// SimpleOrder is a collection of OrderItem objects, and its key
// is the PartNumber field of OrderItem-> PartNumber is an Integer,
// so SimpleOrder inherits KeyedCollection<int, OrderItem>.
// (Note that the key of OrderItem cannot be changed; if it could 
// be changed, SimpleOrder would have to override ChangeItemKey.)
public ref class SimpleOrder : KeyedCollection<int, OrderItem^>
    event EventHandler<SimpleOrderChangedEventArgs^>^ Changed;

    // This parameterless constructor calls the base class constructor
    // that specifies a dictionary threshold of 0, so that the internal
    // dictionary is created as soon as an item is added to the 
    // collection.
    SimpleOrder() : KeyedCollection<int, OrderItem^>(nullptr, 0) {};
    // This is the only method that absolutely must be overridden,
    // because without it the KeyedCollection cannot extract the
    // keys from the items. 
    virtual int GetKeyForItem(OrderItem^ item) override
        // In this example, the key is the part number.
        return item->PartNumber;

    virtual void InsertItem(int index, OrderItem^ newItem) override 
        __super::InsertItem(index, newItem);

        Changed(this, gcnew SimpleOrderChangedEventArgs(
            ChangeTypes::Added, newItem, nullptr));

    virtual void SetItem(int index, OrderItem^ newItem) override 
        OrderItem^ replaced = this->Items[index];
        __super::SetItem(index, newItem);

        Changed(this, gcnew SimpleOrderChangedEventArgs(
            ChangeTypes::Replaced, replaced, newItem));

    virtual void RemoveItem(int index) override 
        OrderItem^ removedItem = Items[index];

        Changed(this, gcnew SimpleOrderChangedEventArgs(
            ChangeTypes::Removed, removedItem, nullptr));

    virtual void ClearItems() override 

        Changed(this, gcnew SimpleOrderChangedEventArgs(
            ChangeTypes::Cleared, nullptr, nullptr));

    // This method uses the internal reference to the dictionary
    // to test fo
    void AddOrMerge(OrderItem^ newItem)

        int key = this->GetKeyForItem(newItem);
        OrderItem^ existingItem = nullptr;

        // The dictionary is not created until the first item is 
        // added, so it is necessary to test for null. Using 
        // AndAlso ensures that TryGetValue is not called if the
        // dictionary does not exist.
        if (this->Dictionary != nullptr && 
            this->Dictionary->TryGetValue(key, existingItem))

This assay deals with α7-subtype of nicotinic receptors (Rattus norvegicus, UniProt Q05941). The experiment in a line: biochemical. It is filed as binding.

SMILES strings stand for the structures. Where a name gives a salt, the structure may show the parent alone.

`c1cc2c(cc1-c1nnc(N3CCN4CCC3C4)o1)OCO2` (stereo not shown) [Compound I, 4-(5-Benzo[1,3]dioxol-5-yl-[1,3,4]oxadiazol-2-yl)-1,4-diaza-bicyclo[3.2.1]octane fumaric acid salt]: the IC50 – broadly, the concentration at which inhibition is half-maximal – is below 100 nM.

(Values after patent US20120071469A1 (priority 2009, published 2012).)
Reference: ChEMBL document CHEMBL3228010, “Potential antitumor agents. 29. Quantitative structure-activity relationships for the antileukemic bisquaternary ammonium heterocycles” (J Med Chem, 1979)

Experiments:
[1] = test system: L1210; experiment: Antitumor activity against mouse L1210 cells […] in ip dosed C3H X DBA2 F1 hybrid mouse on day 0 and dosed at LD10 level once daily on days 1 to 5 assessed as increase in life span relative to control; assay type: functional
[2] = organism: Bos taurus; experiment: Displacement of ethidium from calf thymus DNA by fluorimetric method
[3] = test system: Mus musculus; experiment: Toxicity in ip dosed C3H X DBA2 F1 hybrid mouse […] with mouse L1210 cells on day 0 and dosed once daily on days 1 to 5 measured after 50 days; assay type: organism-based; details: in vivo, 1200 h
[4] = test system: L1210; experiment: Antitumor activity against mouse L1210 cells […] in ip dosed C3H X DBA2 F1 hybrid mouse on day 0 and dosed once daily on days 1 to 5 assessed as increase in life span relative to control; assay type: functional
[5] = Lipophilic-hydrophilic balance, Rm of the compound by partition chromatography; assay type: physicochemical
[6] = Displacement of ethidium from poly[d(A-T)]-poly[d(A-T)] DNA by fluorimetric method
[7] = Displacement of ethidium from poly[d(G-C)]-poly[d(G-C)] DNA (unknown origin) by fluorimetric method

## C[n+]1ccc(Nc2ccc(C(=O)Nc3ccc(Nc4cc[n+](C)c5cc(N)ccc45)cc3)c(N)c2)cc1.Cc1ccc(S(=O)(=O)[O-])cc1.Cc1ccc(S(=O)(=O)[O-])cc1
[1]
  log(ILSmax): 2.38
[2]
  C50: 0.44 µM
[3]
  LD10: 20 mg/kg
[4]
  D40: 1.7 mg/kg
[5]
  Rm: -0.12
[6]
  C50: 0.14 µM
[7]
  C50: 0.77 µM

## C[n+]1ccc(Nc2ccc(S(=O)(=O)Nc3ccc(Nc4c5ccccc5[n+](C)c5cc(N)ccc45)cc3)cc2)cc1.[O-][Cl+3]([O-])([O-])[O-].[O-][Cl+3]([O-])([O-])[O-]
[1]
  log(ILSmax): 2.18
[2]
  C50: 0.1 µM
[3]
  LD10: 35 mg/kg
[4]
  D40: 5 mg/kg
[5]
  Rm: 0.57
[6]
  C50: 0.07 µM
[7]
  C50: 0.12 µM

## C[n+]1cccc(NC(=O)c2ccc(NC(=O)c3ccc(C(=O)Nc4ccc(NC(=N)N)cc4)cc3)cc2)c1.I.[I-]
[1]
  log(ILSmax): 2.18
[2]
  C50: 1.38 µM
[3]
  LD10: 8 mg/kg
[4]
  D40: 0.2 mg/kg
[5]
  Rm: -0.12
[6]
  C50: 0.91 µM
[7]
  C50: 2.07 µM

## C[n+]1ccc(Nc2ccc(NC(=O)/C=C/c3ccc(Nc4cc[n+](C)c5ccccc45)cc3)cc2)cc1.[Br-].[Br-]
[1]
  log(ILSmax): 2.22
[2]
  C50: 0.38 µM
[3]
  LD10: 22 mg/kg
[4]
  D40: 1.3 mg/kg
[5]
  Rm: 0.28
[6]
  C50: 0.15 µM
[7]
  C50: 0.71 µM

existingItem->Quantity += newItem->Quantity;

public ref class Demo
    static void Main()
        SimpleOrder^ weekly = gcnew SimpleOrder();
        weekly->Changed += gcnew 

        // The Add method, inherited from Collection, takes OrderItem->
        weekly->Add(gcnew OrderItem(110072674, "Widget", 400, 45.17));
        weekly->Add(gcnew OrderItem(110072675, "Sprocket", 27, 5.3));
        weekly->Add(gcnew OrderItem(101030411, "Motor", 10, 237.5));
        weekly->Add(gcnew OrderItem(110072684, "Gear", 175, 5.17));

        // The Contains method of KeyedCollection takes TKey.
        Console::WriteLine("\nContains(101030411): {0}", 

        // The default Item property of KeyedCollection takes the key
        // type, Integer. The property is read-only.
        Console::WriteLine("\nweekly[101030411]->Description: {0}", 

        // The Remove method of KeyedCollection takes a key.

        // The Insert method, inherited from Collection, takes an 
        // index and an OrderItem.
        Console::WriteLine("\nInsert(2, gcnew OrderItem(...))");
        weekly->Insert(2, gcnew OrderItem(111033401, "Nut", 10, .5));
        // The default Item property is overloaded. One overload comes
        // from KeyedCollection<int, OrderItem>; that overload
        // is read-only, and takes Integer because it retrieves by key. 
        // The other overload comes from Collection<OrderItem>, the 
        // base class of KeyedCollection<int, OrderItem>; it 
        // retrieves by index, so it also takes an Integer. The compiler
        // uses the most-derived overload, from KeyedCollection, so the
        // only way to access SimpleOrder by index is to cast it to